Yearning, Learning, and Earning

When you take a hard look at your compensation, you probably focus on the tangible rewards. You total up your base pay, bonus, commission, stock options, benefits, and perks to calculate your total comp. But I’d suggest there’s another element to compensation that is one of the most important components of all… your Learning Income.

If two people with identical jobs at two different companies get the same pay, you may think their compensation is equal. But if one has rich learning opportunities, enjoys mentoring and professional development session, and has the chance to learn and grow while the other merely cranks out the hours, I’d argue that their overall rewards are radically different. In the former case, the total value received may actually be double or more than that of the clock-puncher who gets today’s work done but learns nothing for tomorrow.

As we yearn for more in our careers, companies, and communities, we should consider Learning Income as a key part of the mix. The core question to ask: what is the ratio of learning value to your current pay? Ideally, you’re learning value should be at least the same as your base compensation. If you make $55,000 per year, you want to ensure you’re getting at least $55,000 worth of valuable learning as well. Those learning dollars don’t have to represent hard costs such as college credits or books, but could be intrinsic growth, experiences, new ideas and practical knowledge. If you make sure that the overall value of both traditional and hands-on learning exceeds your taxable income, your future will be bright.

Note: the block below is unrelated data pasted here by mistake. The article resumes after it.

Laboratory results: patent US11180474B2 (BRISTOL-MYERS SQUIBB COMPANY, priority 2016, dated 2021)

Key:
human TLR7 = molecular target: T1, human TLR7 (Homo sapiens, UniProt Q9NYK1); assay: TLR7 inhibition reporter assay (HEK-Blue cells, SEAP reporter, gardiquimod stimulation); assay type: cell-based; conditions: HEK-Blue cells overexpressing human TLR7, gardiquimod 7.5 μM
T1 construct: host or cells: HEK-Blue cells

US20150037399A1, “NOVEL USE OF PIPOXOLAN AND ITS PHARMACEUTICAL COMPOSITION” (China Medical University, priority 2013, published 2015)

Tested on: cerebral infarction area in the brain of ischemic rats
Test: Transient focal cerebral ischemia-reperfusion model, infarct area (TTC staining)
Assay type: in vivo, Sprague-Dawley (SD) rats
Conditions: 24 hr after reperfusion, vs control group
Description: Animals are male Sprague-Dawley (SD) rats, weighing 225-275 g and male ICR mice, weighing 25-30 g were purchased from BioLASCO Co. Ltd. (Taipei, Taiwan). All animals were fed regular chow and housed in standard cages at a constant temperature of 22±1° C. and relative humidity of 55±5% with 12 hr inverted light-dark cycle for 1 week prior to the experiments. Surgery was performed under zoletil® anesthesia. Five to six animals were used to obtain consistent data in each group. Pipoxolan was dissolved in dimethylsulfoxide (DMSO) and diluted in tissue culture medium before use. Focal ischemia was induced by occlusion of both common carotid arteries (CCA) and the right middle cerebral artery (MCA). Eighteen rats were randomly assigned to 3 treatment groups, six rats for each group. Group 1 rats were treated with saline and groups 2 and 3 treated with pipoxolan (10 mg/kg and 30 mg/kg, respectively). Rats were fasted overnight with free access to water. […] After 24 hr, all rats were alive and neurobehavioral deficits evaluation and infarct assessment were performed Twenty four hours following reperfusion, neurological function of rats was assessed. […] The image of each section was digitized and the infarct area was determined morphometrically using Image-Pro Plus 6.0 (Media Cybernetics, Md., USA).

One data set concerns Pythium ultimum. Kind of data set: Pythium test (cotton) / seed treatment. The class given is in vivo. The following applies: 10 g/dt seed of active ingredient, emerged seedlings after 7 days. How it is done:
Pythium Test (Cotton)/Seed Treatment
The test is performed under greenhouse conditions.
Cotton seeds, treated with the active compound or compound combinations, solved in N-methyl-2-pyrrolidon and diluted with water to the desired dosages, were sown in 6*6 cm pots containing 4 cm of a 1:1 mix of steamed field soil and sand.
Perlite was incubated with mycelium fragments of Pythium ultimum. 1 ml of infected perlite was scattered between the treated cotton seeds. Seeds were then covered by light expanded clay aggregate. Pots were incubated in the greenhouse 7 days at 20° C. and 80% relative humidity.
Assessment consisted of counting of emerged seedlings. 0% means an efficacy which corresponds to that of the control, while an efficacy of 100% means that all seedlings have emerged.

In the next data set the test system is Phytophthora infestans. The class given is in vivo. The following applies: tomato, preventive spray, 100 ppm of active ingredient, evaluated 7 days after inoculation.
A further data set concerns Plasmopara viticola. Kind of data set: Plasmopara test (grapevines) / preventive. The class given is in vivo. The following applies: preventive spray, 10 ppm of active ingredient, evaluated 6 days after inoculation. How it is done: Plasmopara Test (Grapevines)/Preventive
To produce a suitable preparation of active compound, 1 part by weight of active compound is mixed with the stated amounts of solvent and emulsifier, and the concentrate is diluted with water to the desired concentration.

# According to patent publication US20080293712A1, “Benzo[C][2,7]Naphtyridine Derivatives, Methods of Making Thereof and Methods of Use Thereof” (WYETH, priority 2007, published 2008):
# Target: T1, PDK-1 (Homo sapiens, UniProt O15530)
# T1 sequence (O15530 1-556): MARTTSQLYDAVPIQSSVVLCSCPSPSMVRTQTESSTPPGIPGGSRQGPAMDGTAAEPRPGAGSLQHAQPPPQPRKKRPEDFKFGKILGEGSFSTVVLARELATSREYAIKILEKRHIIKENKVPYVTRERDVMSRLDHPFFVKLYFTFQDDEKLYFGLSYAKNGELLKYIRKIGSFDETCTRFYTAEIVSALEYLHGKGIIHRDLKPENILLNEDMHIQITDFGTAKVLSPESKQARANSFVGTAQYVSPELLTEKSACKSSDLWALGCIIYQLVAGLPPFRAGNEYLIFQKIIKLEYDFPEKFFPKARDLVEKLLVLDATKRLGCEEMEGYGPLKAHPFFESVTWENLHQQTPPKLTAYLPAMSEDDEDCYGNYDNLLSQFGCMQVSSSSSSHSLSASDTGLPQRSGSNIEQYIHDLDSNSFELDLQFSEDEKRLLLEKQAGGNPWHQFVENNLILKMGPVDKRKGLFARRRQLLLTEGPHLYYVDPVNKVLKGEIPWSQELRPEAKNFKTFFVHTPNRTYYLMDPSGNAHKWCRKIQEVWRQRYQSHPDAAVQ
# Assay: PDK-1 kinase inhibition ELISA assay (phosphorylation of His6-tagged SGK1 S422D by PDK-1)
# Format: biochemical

Of course, the responsibility isn’t only that of your employer. If you push yourself to learn and grow, you can extract maximum learning income. Take the initiative and make it your own responsibility to maximize this important aspect of your total compensation. Don’t wait for an invitation, but rather make it a key job responsibility to mine every ounce of learning from each professional situation.

As employers, we should also keep the notion of Learning Income front and center. To attract and retain the best and brightest, make sure you’re offering a learning opportunity that is as exciting as base pay or perks. Further, employee loyalty skyrockets when people know their company cares about professional development and growth.

If we yearn to earn, we must yearn to learn. Ensure that you maximize learning, both as an individual and as an organization, and the earnings will follow as a direct result. Each new idea, lesson, insight, experience, and a-ha moment builds your knowledge bank account, which will pay handsome dividends for years to come.

Yearn. Learn. Earn.